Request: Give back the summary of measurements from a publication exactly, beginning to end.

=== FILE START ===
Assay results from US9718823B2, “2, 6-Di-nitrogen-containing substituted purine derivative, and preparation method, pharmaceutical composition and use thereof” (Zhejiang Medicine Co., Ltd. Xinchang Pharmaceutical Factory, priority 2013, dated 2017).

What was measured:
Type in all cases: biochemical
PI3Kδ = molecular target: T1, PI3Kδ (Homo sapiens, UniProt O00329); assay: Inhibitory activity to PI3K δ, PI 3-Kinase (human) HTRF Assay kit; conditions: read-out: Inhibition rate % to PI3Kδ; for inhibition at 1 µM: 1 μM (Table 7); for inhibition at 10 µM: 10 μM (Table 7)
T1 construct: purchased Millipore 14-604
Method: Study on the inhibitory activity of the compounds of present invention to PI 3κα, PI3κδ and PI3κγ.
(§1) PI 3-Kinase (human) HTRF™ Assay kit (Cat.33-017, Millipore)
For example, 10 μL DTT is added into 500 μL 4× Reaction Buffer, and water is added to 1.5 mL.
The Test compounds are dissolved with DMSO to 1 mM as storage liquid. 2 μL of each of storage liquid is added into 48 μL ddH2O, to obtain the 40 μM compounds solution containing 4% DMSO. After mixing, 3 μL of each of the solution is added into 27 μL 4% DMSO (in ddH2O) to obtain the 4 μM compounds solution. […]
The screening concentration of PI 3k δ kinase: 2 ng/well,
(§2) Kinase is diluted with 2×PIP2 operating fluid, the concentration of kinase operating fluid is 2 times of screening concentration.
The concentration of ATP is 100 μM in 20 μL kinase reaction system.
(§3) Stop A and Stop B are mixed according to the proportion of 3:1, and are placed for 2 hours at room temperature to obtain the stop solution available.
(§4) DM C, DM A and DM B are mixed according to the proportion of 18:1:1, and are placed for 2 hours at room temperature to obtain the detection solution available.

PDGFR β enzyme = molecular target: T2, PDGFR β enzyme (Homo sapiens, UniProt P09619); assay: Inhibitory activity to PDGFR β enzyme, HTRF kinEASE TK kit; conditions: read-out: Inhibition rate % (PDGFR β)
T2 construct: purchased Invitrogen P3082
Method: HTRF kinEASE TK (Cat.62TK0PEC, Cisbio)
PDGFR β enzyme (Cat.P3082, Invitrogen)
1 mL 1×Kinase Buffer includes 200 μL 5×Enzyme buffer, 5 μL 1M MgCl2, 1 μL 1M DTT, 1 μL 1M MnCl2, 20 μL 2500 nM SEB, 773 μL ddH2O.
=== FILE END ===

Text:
Assay results from US9718823B2, “2, 6-Di-nitrogen-containing substituted purine derivative, and preparation method, pharmaceutical composition and use thereof” (Zhejiang Medicine Co., Ltd. Xinchang Pharmaceutical Factory, priority 2013, dated 2017).

What was measured:
Type in all cases: biochemical
PI3Kδ = molecular target: T1, PI3Kδ (Homo sapiens, UniProt O00329); assay: Inhibitory activity to PI3K δ, PI 3-Kinase (human) HTRF Assay kit; conditions: read-out: Inhibition rate % to PI3Kδ; for inhibition at 1 µM: 1 μM (Table 7); for inhibition at 10 µM: 10 μM (Table 7)
T1 construct: purchased Millipore 14-604
Method: Study on the inhibitory activity of the compounds of present invention to PI 3κα, PI3κδ and PI3κγ.
(§1) PI 3-Kinase (human) HTRF™ Assay kit (Cat.33-017, Millipore)
For example, 10 μL DTT is added into 500 μL 4× Reaction Buffer, and water is added to 1.5 mL.
The Test compounds are dissolved with DMSO to 1 mM as storage liquid. 2 μL of each of storage liquid is added into 48 μL ddH2O, to obtain the 40 μM compounds solution containing 4% DMSO. After mixing, 3 μL of each of the solution is added into 27 μL 4% DMSO (in ddH2O) to obtain the 4 μM compounds solution. […]
The screening concentration of PI 3k δ kinase: 2 ng/well,
(§2) Kinase is diluted with 2×PIP2 operating fluid, the concentration of kinase operating fluid is 2 times of screening concentration.
The concentration of ATP is 100 μM in 20 μL kinase reaction system.
(§3) Stop A and Stop B are mixed according to the proportion of 3:1, and are placed for 2 hours at room temperature to obtain the stop solution available.
(§4) DM C, DM A and DM B are mixed according to the proportion of 18:1:1, and are placed for 2 hours at room temperature to obtain the detection solution available.

PDGFR β enzyme = molecular target: T2, PDGFR β enzyme (Homo sapiens, UniProt P09619); assay: Inhibitory activity to PDGFR β enzyme, HTRF kinEASE TK kit; conditions: read-out: Inhibition rate % (PDGFR β)
T2 construct: purchased Invitrogen P3082
Method: HTRF kinEASE TK (Cat.62TK0PEC, Cisbio)
PDGFR β enzyme (Cat.P3082, Invitrogen)
1 mL 1×Kinase Buffer includes 200 μL 5×Enzyme buffer, 5 μL 1M MgCl2, 1 μL 1M DTT, 1 μL 1M MnCl2, 20 μL 2500 nM SEB, 773 μL ddH2O.